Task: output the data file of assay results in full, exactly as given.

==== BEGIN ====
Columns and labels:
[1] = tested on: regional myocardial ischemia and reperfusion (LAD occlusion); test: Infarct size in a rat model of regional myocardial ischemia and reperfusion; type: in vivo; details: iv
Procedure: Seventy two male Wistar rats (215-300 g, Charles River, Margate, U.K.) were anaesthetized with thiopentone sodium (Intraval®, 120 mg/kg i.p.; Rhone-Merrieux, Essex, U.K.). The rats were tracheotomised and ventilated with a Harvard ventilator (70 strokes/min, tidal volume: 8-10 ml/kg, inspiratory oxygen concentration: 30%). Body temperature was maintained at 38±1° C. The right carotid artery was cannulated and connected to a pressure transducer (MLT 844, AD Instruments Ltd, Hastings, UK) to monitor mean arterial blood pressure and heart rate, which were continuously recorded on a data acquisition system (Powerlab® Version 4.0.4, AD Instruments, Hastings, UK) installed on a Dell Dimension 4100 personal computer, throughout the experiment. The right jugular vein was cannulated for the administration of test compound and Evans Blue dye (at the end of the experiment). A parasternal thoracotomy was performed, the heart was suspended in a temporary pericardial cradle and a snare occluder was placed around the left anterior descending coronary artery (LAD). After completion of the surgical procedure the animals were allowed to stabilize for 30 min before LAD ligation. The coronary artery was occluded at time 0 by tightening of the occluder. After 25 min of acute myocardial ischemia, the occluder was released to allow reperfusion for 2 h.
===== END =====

Columns and labels:
[1] = tested on: regional myocardial ischemia and reperfusion (LAD occlusion); test: Infarct size in a rat model of regional myocardial ischemia and reperfusion; type: in vivo; details: iv
Procedure: Seventy two male Wistar rats (215-300 g, Charles River, Margate, U.K.) were anaesthetized with thiopentone sodium (Intraval®, 120 mg/kg i.p.; Rhone-Merrieux, Essex, U.K.). The rats were tracheotomised and ventilated with a Harvard ventilator (70 strokes/min, tidal volume: 8-10 ml/kg, inspiratory oxygen concentration: 30%). Body temperature was maintained at 38±1° C. The right carotid artery was cannulated and connected to a pressure transducer (MLT 844, AD Instruments Ltd, Hastings, UK) to monitor mean arterial blood pressure and heart rate, which were continuously recorded on a data acquisition system (Powerlab® Version 4.0.4, AD Instruments, Hastings, UK) installed on a Dell Dimension 4100 personal computer, throughout the experiment. The right jugular vein was cannulated for the administration of test compound and Evans Blue dye (at the end of the experiment). A parasternal thoracotomy was performed, the heart was suspended in a temporary pericardial cradle and a snare occluder was placed around the left anterior descending coronary artery (LAD). After completion of the surgical procedure the animals were allowed to stabilize for 30 min before LAD ligation. The coronary artery was occluded at time 0 by tightening of the occluder. After 25 min of acute myocardial ischemia, the occluder was released to allow reperfusion for 2 h.